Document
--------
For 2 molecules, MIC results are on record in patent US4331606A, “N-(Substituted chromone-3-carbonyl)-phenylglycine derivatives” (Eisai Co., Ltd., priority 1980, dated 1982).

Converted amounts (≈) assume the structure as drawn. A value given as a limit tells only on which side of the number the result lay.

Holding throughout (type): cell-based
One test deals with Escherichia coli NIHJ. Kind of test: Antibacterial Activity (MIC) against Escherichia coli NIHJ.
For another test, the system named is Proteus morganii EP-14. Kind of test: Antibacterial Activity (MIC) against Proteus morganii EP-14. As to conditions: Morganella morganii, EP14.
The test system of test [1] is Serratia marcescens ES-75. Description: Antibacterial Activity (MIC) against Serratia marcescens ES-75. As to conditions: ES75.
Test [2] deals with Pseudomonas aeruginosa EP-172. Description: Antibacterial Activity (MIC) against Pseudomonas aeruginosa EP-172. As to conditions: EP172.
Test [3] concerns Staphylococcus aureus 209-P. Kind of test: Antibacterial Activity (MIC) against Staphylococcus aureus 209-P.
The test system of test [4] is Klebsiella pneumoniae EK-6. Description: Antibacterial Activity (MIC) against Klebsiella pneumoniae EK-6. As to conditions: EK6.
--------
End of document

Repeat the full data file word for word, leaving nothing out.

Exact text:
For 2 molecules, MIC results are on record in patent US4331606A, “N-(Substituted chromone-3-carbonyl)-phenylglycine derivatives” (Eisai Co., Ltd., priority 1980, dated 1982).

Converted amounts (≈) assume the structure as drawn. A value given as a limit tells only on which side of the number the result lay.

Holding throughout (type): cell-based
One test deals with Escherichia coli NIHJ. Kind of test: Antibacterial Activity (MIC) against Escherichia coli NIHJ.
For another test, the system named is Proteus morganii EP-14. Kind of test: Antibacterial Activity (MIC) against Proteus morganii EP-14. As to conditions: Morganella morganii, EP14.
The test system of test [1] is Serratia marcescens ES-75. Description: Antibacterial Activity (MIC) against Serratia marcescens ES-75. As to conditions: ES75.
Test [2] deals with Pseudomonas aeruginosa EP-172. Description: Antibacterial Activity (MIC) against Pseudomonas aeruginosa EP-172. As to conditions: EP172.
Test [3] concerns Staphylococcus aureus 209-P. Kind of test: Antibacterial Activity (MIC) against Staphylococcus aureus 209-P.
The test system of test [4] is Klebsiella pneumoniae EK-6. Description: Antibacterial Activity (MIC) against Klebsiella pneumoniae EK-6. As to conditions: EK6.